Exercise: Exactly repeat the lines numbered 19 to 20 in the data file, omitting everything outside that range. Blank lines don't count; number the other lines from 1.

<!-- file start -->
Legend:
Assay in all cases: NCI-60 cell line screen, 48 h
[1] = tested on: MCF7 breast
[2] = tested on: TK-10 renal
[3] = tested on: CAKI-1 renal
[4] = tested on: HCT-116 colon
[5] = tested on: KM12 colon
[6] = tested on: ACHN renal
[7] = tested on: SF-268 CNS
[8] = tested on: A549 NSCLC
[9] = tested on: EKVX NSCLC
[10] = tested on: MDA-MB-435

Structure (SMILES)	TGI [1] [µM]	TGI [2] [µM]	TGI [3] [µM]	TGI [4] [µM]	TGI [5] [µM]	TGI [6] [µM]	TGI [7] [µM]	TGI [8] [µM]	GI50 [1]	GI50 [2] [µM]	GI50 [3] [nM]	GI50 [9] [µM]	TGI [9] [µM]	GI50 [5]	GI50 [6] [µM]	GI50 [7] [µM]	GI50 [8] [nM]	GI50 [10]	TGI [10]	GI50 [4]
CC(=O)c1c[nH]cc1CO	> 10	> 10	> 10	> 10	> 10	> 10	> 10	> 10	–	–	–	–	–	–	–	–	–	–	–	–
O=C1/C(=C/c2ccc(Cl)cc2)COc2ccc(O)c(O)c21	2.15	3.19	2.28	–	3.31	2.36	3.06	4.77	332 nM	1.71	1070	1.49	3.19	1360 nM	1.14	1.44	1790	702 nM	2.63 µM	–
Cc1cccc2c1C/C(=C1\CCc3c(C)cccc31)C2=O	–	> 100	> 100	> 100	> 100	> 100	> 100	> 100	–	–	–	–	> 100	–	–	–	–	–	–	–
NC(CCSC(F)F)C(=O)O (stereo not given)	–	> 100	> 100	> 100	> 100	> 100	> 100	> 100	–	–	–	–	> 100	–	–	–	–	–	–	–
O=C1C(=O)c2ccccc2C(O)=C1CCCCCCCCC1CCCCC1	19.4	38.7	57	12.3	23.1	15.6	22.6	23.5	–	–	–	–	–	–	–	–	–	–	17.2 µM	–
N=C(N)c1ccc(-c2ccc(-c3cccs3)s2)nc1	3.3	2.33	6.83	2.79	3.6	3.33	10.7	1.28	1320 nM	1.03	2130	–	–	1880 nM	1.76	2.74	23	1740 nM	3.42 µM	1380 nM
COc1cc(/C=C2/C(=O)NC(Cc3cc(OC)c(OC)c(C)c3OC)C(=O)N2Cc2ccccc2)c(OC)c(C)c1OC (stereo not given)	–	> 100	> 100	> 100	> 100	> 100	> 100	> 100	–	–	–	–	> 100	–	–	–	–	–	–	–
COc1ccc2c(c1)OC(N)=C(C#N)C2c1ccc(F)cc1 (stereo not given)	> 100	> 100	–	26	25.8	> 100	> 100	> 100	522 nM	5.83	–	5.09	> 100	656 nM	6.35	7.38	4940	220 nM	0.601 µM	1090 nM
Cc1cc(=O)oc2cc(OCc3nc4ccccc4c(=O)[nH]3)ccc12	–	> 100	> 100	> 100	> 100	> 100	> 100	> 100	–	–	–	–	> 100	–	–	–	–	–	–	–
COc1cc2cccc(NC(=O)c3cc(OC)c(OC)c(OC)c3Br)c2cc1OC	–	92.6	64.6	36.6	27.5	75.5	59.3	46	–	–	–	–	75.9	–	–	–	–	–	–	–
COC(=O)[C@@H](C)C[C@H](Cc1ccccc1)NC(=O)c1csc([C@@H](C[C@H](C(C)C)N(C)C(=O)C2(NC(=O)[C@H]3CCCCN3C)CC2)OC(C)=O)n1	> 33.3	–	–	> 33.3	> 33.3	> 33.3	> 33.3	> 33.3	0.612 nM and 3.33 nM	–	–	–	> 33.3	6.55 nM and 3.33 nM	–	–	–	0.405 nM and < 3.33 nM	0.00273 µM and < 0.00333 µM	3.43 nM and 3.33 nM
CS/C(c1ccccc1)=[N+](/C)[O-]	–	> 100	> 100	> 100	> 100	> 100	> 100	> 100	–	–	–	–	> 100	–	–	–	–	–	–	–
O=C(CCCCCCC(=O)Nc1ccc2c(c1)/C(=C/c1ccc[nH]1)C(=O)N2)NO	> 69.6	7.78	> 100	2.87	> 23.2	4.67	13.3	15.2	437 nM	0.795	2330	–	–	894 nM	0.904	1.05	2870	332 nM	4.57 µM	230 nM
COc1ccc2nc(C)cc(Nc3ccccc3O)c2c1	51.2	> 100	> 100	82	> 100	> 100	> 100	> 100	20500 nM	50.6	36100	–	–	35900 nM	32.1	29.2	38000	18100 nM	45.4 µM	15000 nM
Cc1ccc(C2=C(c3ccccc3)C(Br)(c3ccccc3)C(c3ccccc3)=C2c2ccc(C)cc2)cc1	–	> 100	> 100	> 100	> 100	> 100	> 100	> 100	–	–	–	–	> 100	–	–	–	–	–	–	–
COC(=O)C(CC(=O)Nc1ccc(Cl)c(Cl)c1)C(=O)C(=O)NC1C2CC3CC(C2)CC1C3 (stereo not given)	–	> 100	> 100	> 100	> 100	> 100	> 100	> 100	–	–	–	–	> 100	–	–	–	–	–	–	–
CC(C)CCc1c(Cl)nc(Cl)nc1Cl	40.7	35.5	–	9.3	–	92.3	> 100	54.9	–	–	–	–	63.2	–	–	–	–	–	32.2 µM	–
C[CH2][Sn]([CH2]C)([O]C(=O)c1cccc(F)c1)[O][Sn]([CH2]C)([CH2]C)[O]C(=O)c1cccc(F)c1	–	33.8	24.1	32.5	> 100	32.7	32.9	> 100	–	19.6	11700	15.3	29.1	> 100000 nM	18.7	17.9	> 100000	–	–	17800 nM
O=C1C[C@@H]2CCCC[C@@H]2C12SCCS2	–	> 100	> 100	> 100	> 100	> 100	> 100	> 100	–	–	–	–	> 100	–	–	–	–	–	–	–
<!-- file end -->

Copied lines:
N=C(N)c1ccc(-c2ccc(-c3cccs3)s2)nc1	3.3	2.33	6.83	2.79	3.6	3.33	10.7	1.28	1320 nM	1.03	2130	–	–	1880 nM	1.76	2.74	23	1740 nM	3.42 µM	1380 nM
COc1cc(/C=C2/C(=O)NC(Cc3cc(OC)c(OC)c(C)c3OC)C(=O)N2Cc2ccccc2)c(OC)c(C)c1OC (stereo not given)	–	> 100	> 100	> 100	> 100	> 100	> 100	> 100	–	–	–	–	> 100	–	–	–	–	–	–	–